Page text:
He then transferred to the 25th Infantry to take charge of the ordnance at Fort Buford in the Dakota Territory — a remarkable achievement for a man who could not read or write when he joined the army.
Three years later, in 1889, Charles Young graduated from West Point. The racial barriers that he had overcome as a cadet would shape the rest of his career.
“The army was preoccupied with minimizing Young’s contact with white troops and white officers,” Shellum said. “This meant that when he graduated from West Point, the army had one choice: assign Charles Young to one of the four Black regiments.”
Lieutenant Young is assigned to the 9th Cavalry, Moses Williams’ old unit, and posted to Fort Robinson, Neb. America’s campaign to usurp Indigenous lands was almost finished. Indigenous people had been forced onto reservations, like the Sioux reservation north of Fort Robinson, and the U.S. Army was tasked with ensuring they didn’t leave.
“These larger posts like Fort Robinson were connected by railroad, by telegraph,” Shellum said. “The posts just weren’t isolated like they had been in the former frontier time.”
It was a lonely life for Young as a Black officer.
“As an example, say there was a mandatory function at the officers’ club,” Shellum said. “Charles Young would show up, stay for what he felt was an appropriate time, and excuse himself. He had to stay on his side of the color line.”
Corporals or privates that were well beneath his rank would not necessarily salute him because that meant saluting him, a Colored man, and Euro-Americans at that time did not show deference to any African American, Johnson said.
In 1894, the army reassigned Lieutenant Young to Wilberforce University in Ohio. Unlike his experience of social isolation in the West, at Wilberforce, Young quickly became accepted as part of a vibrant Black intelligentsia.
“He developed a friendship with W.E.B. DuBois, who was assigned as a professor at Wilberforce University at the time,” Shellum said. “DuBois’ biographer calls it the first genuine male friendship that DuBois ever had in his life.”
Young was also reunited with his mother, Arminta, and purchased a house for his family that he called Youngsholm, which would remain a refuge for the rest of his life.
The battle for recognition
In 1895, Moses Williams’ final posting was to Fort Stevens, Ore., where the Columbia River meets the Pacific Ocean. The old Civil War fort is being modernized, and he is the only soldier still stationed there. With no soldiers to command, Williams has one last battle to fight: the battle for recognition.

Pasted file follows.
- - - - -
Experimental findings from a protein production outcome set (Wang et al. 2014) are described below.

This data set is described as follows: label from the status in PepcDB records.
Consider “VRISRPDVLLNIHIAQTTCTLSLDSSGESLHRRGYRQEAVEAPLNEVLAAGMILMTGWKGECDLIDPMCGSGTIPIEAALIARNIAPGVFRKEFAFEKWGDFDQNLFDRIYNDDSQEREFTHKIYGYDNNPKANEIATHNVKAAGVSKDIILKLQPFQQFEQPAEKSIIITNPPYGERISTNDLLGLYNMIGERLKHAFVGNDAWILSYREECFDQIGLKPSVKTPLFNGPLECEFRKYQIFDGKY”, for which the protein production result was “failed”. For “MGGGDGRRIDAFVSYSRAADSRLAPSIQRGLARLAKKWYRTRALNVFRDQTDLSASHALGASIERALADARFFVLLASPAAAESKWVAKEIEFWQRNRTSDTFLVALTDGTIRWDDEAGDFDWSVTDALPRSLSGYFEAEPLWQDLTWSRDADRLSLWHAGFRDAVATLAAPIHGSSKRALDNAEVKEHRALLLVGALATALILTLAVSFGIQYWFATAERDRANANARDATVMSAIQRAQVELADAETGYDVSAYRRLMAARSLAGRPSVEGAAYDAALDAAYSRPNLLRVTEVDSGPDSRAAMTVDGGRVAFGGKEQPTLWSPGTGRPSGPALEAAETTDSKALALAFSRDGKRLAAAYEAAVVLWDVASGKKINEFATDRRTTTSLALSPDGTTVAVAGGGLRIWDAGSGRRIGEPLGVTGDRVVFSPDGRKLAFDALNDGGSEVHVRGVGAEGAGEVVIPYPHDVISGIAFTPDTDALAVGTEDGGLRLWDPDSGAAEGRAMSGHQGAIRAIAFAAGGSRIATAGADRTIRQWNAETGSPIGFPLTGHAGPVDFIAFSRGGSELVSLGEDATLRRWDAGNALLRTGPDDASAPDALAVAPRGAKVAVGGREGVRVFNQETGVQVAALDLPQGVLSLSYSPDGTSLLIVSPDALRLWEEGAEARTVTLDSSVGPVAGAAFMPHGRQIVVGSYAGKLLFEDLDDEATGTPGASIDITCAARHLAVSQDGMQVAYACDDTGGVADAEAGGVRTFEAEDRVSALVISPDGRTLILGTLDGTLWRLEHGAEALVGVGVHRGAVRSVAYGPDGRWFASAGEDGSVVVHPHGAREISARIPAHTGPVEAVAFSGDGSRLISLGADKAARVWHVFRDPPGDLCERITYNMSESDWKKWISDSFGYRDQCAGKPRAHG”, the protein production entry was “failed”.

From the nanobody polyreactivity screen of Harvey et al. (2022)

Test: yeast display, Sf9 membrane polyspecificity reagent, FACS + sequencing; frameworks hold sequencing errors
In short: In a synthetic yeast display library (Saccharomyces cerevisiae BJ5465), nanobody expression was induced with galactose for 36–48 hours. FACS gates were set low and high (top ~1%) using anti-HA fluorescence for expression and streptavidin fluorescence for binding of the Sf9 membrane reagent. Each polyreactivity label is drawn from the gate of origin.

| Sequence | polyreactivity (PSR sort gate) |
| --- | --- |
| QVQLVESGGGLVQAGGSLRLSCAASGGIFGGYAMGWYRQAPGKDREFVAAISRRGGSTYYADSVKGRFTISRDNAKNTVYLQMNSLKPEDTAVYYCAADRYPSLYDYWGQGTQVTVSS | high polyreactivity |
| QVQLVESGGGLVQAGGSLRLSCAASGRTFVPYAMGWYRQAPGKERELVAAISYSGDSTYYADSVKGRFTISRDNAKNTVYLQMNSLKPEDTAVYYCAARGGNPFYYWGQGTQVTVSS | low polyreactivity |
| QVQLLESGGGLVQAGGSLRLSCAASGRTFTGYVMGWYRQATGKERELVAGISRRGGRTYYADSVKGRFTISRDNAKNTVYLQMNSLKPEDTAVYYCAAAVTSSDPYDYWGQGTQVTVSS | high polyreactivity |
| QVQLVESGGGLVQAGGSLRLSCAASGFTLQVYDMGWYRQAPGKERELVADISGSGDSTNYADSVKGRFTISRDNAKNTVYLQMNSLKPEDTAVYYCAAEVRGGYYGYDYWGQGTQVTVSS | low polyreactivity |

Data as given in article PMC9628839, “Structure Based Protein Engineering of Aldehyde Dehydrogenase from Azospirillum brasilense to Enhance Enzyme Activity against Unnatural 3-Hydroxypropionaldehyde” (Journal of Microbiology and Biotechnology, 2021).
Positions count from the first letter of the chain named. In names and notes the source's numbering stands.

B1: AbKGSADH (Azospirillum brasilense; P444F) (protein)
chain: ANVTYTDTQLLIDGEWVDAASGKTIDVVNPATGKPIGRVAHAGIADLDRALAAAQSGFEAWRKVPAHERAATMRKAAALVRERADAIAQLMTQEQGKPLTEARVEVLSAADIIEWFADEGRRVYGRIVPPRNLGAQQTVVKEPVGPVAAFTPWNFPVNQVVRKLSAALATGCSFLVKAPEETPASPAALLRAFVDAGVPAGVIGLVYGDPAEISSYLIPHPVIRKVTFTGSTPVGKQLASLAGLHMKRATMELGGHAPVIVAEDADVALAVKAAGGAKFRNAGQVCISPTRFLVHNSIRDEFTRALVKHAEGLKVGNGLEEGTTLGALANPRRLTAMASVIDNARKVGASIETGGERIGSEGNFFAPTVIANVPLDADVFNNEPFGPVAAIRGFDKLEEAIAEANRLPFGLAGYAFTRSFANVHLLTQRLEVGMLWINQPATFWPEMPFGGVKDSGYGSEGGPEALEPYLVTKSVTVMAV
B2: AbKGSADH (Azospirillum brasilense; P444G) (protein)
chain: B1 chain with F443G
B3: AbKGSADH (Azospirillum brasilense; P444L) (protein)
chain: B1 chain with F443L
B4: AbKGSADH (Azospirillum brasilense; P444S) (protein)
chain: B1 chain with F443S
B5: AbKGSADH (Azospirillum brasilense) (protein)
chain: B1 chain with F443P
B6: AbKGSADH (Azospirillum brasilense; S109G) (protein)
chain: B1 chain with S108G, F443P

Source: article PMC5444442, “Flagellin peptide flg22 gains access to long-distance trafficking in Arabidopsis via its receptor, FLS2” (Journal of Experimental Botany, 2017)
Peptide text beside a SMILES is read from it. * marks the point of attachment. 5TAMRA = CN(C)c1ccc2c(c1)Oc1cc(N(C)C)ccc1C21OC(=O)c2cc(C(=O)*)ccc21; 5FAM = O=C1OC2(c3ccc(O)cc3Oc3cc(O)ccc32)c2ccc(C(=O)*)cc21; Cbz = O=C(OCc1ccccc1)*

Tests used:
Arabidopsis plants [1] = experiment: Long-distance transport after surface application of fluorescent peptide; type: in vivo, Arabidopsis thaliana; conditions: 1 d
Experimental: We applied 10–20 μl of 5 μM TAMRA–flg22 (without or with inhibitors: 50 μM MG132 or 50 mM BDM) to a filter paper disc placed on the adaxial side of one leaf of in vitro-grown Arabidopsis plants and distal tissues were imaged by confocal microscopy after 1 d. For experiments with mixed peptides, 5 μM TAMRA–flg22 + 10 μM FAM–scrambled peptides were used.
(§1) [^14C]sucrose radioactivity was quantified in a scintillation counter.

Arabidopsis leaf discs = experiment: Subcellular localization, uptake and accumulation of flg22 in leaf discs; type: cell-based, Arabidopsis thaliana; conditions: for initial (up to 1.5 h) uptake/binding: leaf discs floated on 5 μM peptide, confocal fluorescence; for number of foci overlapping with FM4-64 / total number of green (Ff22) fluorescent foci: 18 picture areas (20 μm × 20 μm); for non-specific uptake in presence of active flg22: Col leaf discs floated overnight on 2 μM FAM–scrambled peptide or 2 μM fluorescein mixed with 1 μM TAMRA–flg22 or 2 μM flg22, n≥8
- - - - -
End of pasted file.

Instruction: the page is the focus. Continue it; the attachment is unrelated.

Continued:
During the summer of 1896, he receives news that galvanizes him into action.
“Through his correspondence, he learns that at least one of his former fellow soldiers has received the Medal of Honor, and he realizes, well, he was in the very same action,” Shine said.
Private Augustus Walley and Lieutenant George Burnett had both been decorated with the nation’s highest military award for their bravery during the Battle of the Cuchillo Negro Mountains.
“At the time, the way that the Medal of Honor process worked, a soldier could self-nominate, provided that they had the support of their commanding officer,” Shine said. “Moses Williams tracks down his commanding officer, who had since retired and was living in Germany, who writes a very descriptive letter.”
Burnett wrote: “I recommend Sergeant Moses Williams for a Medal of Honor for his coolness, bravery, and unflinching devotion to duty in standing by me in an open, exposed position under heavy fire, thus enabling me to undoubtedly save the lives of at least three of our men.”
On Nov. 23, 1896, the War Department responded with the Medal of Honor, awarded for “most distinguished gallantry in action with hostile Indians in the foothills of the Cuchillo Negro Mountains.”
Moses Williams retired in May 1898 after 37 years of military service and moved to Fort Vancouver in Washington.
“The unfortunate reality for many Buffalo Soldiers was that in spite of the kind of service that they provided, their fate after their military service was generally disastrous,” Millner said. “They did not receive high pay in the military. They were not able to take advantage of opportunities that might have been available to them as civilians. So, as a consequence, once many of their military careers were over, they were in very desperate circumstances. That was the case for Moses Williams.”
Moses Williams died a year later, on Aug. 23, 1899. He was buried with his sharpshooter’s badge at the Vancouver Barracks Post Cemetery.
Next installment, we’ll learn more about the Buffalo Soldiers and their role in the Philippine-American War.
All historical photos used in this article were taken from the documentary “Buffalo Soldiers: Fighting on Two Fronts.”